So far studies have not been reported in the literature, on the involvement of this specific enzyme in oral submucous fibrosis. The present study evaluates the levels of transglutaminase in oral submucous fibrosis-affected Wistar rats. There is a significant increase in levels of this enzyme both in serum and tissue samples. This result is in agreement with G.S. Thangjam et al.,[17] 2009 who conducted an in vitro study and found a marked increase in transglutaminase levels.

Enzyme transglutaminase 2 is a multi-functional and multi-domain which involves post-translation modification of proteins. The biochemical reaction leads to the formation of an intermolecular isopeptide bond between the lysine and glutamine side chain.

The analysis of in vitro and in vivo studies correlating to the biological activities of proteins TG 2 cross-linking and formulation of specific TG 2 inhibitors is vital for the success of pharmacological therapy in several neurodegenerative diseases and also diseases involving TG 2 dysfunction.

In view of TG2 activity in the crosslink of proteins, thereby maturation of collagen fibers and stabilizing of extracellular matrix, the present study explores the TG2 inhibitor as a pharmacological therapy for the management of oral submucous fibrosis.

Cystamine, a common transglutaminase2 inhibitor undergoes reduction resulting in an aminothiol compound called cysteamine. Cystamine acts by promoting the oxidation of cysteine residues, whereas cysteamine acts as a competitive amine inhibitor in transamidation catalytic reactions.

In a similar concept of literature, this present study was formulated to finding the efficacy of cysteamine in the management of oral submucous fibrosis. The drug Cysteamine also known as 2-mercapto ethylamine, b-mercapto ethylamine, 2-amino ethanethiol, decarboxycysteine, thio-ethanol-amine and mercaptamine) was first considered as part of the coenzyme A pathway.

In the present study, the levels of transglutaminase were significantly increased in oral submucous fibrosis-affected serum and tissue samples. Oral submucous fibrosis was induced for 90 days, later for the treatment for which cysteamine hydrochloride was administered through drinking water for the Wistar rats. After successful induction of oral submucous fibrosis for 90 days of the time period, from the 91st day the drug was administered at regular intervals i.e. at end of 1st week, 2nd week, and 3rd week. The serum and tissue samples were evaluated for the transglutaminase enzyme.

In serum samples, at end of 1st week, the enzyme levels were 1.71 ng/dl, at 2nd week the enzyme levels were 1.52 ng/dl, and end of 3rd week the enzyme levels were 1.40 ng/dl. On all the intervals there is a significant reduction of the enzyme levels and on the 111st day the levels have reached near normal values. Tissue samples, at end of 3rd-week levels of enzyme, were 1.73 ng/dl and exhibited a significant reduction of enzyme levels.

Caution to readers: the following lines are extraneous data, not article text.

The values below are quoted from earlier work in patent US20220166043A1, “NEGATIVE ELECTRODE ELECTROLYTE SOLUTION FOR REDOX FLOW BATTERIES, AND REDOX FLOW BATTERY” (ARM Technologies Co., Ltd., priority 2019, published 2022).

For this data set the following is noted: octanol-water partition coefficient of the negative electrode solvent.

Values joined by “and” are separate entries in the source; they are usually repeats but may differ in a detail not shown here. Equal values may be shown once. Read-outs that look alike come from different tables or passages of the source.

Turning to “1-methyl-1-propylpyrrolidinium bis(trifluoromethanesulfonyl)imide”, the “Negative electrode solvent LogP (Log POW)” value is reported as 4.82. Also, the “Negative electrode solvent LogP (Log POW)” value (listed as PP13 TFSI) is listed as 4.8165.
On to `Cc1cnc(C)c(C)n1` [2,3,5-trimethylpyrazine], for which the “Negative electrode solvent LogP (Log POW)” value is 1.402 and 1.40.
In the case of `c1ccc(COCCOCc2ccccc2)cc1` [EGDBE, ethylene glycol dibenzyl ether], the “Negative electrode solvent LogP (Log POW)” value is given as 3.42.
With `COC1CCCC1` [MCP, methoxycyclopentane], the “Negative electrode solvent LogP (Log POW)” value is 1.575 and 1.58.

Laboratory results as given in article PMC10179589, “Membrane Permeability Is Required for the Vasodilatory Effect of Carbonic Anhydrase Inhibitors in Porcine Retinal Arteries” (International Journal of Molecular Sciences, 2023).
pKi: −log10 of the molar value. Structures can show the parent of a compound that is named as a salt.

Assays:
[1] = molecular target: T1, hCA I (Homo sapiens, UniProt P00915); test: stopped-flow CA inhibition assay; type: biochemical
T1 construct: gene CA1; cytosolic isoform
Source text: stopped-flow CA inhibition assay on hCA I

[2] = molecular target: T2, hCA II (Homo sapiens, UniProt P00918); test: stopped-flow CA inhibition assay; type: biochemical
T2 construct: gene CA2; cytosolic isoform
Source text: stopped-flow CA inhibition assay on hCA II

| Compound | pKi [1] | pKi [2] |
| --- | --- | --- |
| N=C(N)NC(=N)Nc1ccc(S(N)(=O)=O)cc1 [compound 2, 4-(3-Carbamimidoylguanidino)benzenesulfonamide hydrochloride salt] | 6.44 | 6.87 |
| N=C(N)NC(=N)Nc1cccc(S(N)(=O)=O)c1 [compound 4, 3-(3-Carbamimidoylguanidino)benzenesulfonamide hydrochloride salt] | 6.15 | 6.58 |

The study was conducted by Alpaslan Dedeoglu et al.[18] in 2002 with a similar methodology to assess the therapeutic effects of the drug cystamine in a mouse models affected by Huntington disease. The author concluded that transglutaminase activity was significantly reduced upon administration of the drug. A study conducted by Daryl M Okamura et al.[19] in 2013 states that the fibrosis severity levels decreased significantly on the administration of cysteamine by drinking water in chronic kidney disease affected mice. Table 2 summarizes the application of cysteamine in various systemic disorders and its reference studies.

Table 2:
The summary of recent studies in which cysteamine was used as a potential drug

In contrast, Ju-Hong Jeon et al.[26] in 2004 evaluated cystamine and cysteamine for inhibition of intracellular transglutaminase in various cell lines. The authors concluded that in situ TG2 activity was significantly inhibited by cystamine rather than cysteamine. In an in-vitro study, the inhibitory efficacy of cystamine largely depends on the availability of its reduced form. An vitro model reported by Lee S S et al.[27] in 2016 used antioxidants [glutathione precursor N-acetyl-L-cysteine (NAC) and epigallocatechin-3 gallate (EGCG)] which could inhibit arecoline-upregulated TGM-2 expression.

From the results of the present study and literature survey, cysteamine hydrochloride used in the study strongly suggests the management of submucous fibrosis.


Despite decades of research, the pathogenesis and treatment regimen for submucous fibrosis is unclear and still evolving. The epidemiological and evidence-based studies have concluded as areca nut is the primary factor in causing submucous fibrosis. The directed education and national policy changes are desirable to reduce the usage of areca nut. Many treatment protocols have emerged through scientific studies, but there is no single universally accepted treatment regimen.

Among the transglutaminases enzyme family, TG2 is highly expressed and present in most mammalian cells which primarily involved the cross-linking of two proteins (glutamine and lysine). The cross-linking promotes extracellular matrix stabilization and deposition of highly dense fibrous collagen which is the characteristic feature of submucous fibrosis.

Transglutaminase 2 acts as a new therapeutic target for finding novel treatment modalities for fibrotic disorders. The drug cysteamine (competitive amine inhibitor), has been explored as a potential drug for nephropathic; liver, and pulmonary fibrosis, and clinical studies are reported in the literature. For the first time in literature, present study was carried out to exploring cysteamine as a potential drug in the management of submucous fibrosis.